Remember Me
Or use your Academic/Social account:


Or use your Academic/Social account:


You have just completed your registration at OpenAire.

Before you can login to the site, you will need to activate your account. An e-mail will be sent to you with the proper instructions.


Please note that this site is currently undergoing Beta testing.
Any new content you create is not guaranteed to be present to the final version of the site upon release.

Thank you for your patience,
OpenAire Dev Team.

Close This Message


Verify Password:
Verify E-mail:
*All Fields Are Required.
Please Verify You Are Human:
fbtwitterlinkedinvimeoflicker grey 14rssslideshare1
Little, Abby; Farnell, Damian J. J.; Jones, Mark
Publisher: Unpublished
Languages: English
Types: Book
Subjects: QA, L1

Classified by OpenAIRE into

mesheuropmc: education
The Royal Institution began the mathematics masterclasses in order to foster mathematics outreach activities from academia to the wider community. Here we validate a questionnaire that has previously been used to measure the impact of these masterclasses held at the University of South Wales (formerly known as the University of Glamorgan) in 2010 and 2011. We administered questionnaires to 111 key-stage 3 (KS3) school children and to 76 key-stage 4 (KS4) school children recruited from local schools in the south Wales area. Cronbach’s α coefficient was found to be greater than 0.7, thus indicating that the questionnaires were internally consistent. Exploratory factor analysis demonstrated that considerable structure occurred in the responses from both the KS3 and KS4 students. The questionnaire was broken down into five subsections or “subscales” (made up of related questions), namely: enthusiasm and (separately) confidence in mathematics; future plans of the students involving mathematics; course delivery and content; and, perceived usefulness of mathematics in society. Results for the confidence and usefulness subscales were found to be high for both student groups. A reduced level of enthusiasm (adequate only) was seen for the KS3 students, which might have been due to unrealistic expectations for the masterclasses prior to the course in this cohort of very young students or it might have been a characteristic of this particular cohort of students. An overall questionnaire score indicated that the masterclasses were generally well-received by the students, which makes sense because only the most mathematically able students were selected to participate by their schools, although individual items and subscales gave a more nuanced picture. All of these results indicate that the questionnaire was a viable tool that gave sensible results for our cohort of students. Potential refinements to the questionnaire are suggested.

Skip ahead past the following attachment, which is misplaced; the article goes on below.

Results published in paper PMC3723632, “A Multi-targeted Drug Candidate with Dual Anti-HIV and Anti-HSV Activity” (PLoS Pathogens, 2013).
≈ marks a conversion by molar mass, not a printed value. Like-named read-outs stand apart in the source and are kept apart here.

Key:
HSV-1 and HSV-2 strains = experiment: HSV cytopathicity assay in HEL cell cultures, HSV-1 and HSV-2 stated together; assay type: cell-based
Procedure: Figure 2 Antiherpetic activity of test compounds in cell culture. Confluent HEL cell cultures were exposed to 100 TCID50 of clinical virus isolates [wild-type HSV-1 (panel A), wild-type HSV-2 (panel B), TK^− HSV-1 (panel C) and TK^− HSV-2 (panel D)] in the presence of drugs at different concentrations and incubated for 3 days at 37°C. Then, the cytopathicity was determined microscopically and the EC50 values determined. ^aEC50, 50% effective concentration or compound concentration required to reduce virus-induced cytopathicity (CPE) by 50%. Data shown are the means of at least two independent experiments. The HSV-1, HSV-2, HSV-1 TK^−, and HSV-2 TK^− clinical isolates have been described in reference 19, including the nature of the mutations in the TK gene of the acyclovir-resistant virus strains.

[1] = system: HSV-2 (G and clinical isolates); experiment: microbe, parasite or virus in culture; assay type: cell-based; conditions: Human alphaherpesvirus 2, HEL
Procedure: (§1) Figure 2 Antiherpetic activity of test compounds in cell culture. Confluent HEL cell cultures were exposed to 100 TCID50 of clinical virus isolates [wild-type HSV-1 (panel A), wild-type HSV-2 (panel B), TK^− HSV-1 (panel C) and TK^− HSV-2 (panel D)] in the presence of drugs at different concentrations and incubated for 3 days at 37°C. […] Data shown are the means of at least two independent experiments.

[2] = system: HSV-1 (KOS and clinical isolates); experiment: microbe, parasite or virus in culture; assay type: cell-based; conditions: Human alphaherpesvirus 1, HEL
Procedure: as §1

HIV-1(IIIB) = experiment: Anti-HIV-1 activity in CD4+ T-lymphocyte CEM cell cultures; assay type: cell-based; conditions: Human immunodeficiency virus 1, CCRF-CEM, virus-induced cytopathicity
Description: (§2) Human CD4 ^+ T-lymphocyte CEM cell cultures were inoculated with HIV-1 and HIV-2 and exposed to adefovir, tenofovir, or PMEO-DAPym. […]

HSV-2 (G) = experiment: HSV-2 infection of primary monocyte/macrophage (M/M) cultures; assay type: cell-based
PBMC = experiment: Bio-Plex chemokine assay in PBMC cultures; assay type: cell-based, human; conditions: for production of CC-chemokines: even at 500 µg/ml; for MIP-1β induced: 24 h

Share - Bookmark

Cite this article